Duccio: Madonna & Child, c. 1333; Simone Martini, The Annunciation (detail), c. 1245-1300; Parmigianino, Madonna with the Long Neck, c. 1535

Perspective was still being developed at the time of Duccio and Martini. In the Madonna with the Long Neck (and other art in the same period), art was approaching figural representations much more realistically, although there were still some points of exaggeration, as you can see in the Madonna’s long neck. Parmigianino was part of the Mannerist movement, which elongated and exaggerated humans.

L: Ottavio Leoni, Portrait of Caravaggio, c. 1620; R: Caravaggio, David with the Head of Goliath (Detail), c. 1610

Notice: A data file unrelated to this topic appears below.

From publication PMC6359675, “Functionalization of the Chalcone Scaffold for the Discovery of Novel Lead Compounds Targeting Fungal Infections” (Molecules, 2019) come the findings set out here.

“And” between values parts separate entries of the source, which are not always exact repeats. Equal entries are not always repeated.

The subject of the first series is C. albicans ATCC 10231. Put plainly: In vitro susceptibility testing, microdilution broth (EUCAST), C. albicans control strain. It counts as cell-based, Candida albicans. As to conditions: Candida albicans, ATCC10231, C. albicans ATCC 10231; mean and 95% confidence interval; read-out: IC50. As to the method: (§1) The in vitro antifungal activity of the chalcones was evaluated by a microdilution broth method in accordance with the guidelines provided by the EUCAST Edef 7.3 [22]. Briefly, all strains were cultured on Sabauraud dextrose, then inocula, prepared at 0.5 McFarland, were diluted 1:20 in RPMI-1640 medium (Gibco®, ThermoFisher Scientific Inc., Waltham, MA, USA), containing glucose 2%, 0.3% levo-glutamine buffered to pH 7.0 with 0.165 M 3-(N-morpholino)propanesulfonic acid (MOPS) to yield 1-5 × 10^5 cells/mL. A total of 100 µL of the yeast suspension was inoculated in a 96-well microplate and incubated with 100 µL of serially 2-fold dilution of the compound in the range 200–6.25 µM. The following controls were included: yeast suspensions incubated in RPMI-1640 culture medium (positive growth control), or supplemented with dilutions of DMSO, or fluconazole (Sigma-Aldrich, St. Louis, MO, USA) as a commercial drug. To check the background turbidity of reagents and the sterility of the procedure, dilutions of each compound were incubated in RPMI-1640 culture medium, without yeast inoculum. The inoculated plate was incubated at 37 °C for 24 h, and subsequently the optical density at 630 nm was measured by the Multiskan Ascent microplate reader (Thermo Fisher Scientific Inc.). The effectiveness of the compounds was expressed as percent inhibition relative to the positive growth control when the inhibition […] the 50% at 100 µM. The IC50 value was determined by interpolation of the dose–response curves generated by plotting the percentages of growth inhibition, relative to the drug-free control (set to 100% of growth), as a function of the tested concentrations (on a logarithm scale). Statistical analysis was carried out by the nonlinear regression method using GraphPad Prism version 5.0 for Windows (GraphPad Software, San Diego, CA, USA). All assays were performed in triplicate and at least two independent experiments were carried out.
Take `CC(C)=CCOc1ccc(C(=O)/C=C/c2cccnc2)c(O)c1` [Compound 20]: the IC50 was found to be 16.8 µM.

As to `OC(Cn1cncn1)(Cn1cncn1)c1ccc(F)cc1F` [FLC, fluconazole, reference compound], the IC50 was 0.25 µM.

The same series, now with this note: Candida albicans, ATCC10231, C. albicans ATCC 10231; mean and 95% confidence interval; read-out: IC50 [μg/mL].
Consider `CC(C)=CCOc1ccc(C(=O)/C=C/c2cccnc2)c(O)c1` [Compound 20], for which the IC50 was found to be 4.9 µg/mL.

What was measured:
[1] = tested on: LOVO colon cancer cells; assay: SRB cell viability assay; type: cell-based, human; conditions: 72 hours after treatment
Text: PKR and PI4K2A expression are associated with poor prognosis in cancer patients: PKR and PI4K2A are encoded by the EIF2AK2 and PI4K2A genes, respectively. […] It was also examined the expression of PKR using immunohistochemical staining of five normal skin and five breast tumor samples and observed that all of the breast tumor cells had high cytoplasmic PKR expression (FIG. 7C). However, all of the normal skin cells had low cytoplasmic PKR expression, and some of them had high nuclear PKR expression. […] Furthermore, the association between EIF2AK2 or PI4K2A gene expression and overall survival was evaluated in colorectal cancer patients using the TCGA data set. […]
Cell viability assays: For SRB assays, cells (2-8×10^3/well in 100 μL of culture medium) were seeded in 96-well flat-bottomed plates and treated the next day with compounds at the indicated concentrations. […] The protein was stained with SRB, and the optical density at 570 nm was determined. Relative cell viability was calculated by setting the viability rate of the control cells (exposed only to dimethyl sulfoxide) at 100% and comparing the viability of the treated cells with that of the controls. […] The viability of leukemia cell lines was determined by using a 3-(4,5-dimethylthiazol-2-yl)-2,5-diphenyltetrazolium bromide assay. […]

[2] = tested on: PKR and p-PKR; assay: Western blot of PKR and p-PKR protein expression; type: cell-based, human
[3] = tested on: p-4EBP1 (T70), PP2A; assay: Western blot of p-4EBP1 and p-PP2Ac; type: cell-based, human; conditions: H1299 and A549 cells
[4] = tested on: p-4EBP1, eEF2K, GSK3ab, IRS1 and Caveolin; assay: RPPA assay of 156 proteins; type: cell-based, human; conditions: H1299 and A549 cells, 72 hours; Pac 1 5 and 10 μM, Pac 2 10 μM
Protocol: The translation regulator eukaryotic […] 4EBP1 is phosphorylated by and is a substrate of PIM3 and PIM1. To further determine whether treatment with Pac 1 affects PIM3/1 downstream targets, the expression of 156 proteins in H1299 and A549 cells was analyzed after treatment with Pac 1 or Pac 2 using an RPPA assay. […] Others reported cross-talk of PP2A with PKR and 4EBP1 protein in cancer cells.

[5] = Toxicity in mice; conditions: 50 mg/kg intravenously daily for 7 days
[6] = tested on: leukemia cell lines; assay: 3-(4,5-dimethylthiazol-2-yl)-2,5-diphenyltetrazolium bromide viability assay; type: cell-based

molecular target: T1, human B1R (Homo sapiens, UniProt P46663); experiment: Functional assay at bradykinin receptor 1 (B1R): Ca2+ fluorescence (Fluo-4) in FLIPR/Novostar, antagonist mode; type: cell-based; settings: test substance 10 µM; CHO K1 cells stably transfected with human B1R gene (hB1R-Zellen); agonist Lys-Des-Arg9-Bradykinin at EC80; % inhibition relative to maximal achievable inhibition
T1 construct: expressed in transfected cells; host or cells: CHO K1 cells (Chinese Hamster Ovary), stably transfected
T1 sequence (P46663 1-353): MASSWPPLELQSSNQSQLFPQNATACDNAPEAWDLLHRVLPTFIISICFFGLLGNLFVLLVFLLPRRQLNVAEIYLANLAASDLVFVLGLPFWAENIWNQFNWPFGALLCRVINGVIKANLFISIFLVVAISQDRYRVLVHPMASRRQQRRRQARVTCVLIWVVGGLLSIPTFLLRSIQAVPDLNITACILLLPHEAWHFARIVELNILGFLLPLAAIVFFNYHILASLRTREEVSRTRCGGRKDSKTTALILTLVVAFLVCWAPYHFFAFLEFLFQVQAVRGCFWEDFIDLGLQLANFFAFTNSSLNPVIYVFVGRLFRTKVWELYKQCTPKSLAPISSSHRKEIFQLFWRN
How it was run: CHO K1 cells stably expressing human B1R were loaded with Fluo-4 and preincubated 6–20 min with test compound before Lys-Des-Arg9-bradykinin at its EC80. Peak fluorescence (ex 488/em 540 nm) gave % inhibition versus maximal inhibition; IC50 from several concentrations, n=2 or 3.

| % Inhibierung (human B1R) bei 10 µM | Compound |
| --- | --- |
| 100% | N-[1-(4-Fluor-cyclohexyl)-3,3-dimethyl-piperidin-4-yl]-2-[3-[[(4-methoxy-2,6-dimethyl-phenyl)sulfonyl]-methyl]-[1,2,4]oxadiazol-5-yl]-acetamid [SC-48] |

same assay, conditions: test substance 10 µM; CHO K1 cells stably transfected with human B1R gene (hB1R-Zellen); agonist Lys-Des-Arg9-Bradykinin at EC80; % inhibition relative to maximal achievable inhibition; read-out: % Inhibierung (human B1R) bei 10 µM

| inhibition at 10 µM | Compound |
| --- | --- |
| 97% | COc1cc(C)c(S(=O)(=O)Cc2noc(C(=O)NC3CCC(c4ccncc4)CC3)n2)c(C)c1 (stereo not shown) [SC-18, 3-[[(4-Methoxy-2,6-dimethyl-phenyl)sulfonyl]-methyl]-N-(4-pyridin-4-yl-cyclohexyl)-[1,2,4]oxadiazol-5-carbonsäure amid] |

These two portraits were painted in the 1600s. Perspective and modeling (shading of figures/objects) were now roughly two centuries in the making and had been wonderfully developed in that time. With the push for realistic art from the Baroque movement, we see here two examples of the face of the same man: the master of surprise, drama, and emotion, Michelangelo Merisi da Caravaggio. On the left is a portrait of him by Ottavio Leoni, painted ten years after his untimely death. On the right, a self-portrait of Caravaggio, self-cast in the character of a freshly decapitated Goliath. These portraits present two different versions of Caravaggio. The Ottavio portrait displays him as arguably healthy, distinguished, and “normal” in appearance and countenance. The Goliath self-portrait yields a much more sorrowful representation: a dead man, still aware, as John Varriano masterfully discusses, of its awful situation. The painting was made at a desperate time for Caravaggio. This will not be discussed here except to observe that mood, circumstance, style, angle, and light are all factors that distinguish appearance and thus, resemblance.